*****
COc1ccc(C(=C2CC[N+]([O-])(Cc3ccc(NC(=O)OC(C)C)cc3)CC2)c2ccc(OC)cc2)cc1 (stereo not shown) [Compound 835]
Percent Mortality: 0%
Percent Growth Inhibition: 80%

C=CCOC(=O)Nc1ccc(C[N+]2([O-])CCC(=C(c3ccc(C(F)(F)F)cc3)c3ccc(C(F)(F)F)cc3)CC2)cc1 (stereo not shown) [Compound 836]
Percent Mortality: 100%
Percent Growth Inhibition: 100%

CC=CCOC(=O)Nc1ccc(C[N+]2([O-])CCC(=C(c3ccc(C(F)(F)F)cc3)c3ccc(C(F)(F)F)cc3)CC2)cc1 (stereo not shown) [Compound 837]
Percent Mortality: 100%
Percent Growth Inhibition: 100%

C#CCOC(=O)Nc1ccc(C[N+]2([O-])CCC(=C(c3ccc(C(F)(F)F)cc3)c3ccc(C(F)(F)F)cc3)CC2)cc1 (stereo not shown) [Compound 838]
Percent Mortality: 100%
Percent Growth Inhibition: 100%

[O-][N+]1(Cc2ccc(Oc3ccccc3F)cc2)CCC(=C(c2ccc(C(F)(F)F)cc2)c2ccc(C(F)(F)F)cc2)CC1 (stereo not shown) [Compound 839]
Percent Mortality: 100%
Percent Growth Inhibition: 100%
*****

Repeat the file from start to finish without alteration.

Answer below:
COc1ccc(C(=C2CC[N+]([O-])(Cc3ccc(NC(=O)OC(C)C)cc3)CC2)c2ccc(OC)cc2)cc1 (stereo not shown) [Compound 835]
Percent Mortality: 0%
Percent Growth Inhibition: 80%

C=CCOC(=O)Nc1ccc(C[N+]2([O-])CCC(=C(c3ccc(C(F)(F)F)cc3)c3ccc(C(F)(F)F)cc3)CC2)cc1 (stereo not shown) [Compound 836]
Percent Mortality: 100%
Percent Growth Inhibition: 100%

CC=CCOC(=O)Nc1ccc(C[N+]2([O-])CCC(=C(c3ccc(C(F)(F)F)cc3)c3ccc(C(F)(F)F)cc3)CC2)cc1 (stereo not shown) [Compound 837]
Percent Mortality: 100%
Percent Growth Inhibition: 100%

C#CCOC(=O)Nc1ccc(C[N+]2([O-])CCC(=C(c3ccc(C(F)(F)F)cc3)c3ccc(C(F)(F)F)cc3)CC2)cc1 (stereo not shown) [Compound 838]
Percent Mortality: 100%
Percent Growth Inhibition: 100%

[O-][N+]1(Cc2ccc(Oc3ccccc3F)cc2)CCC(=C(c2ccc(C(F)(F)F)cc2)c2ccc(C(F)(F)F)cc2)CC1 (stereo not shown) [Compound 839]
Percent Mortality: 100%
Percent Growth Inhibition: 100%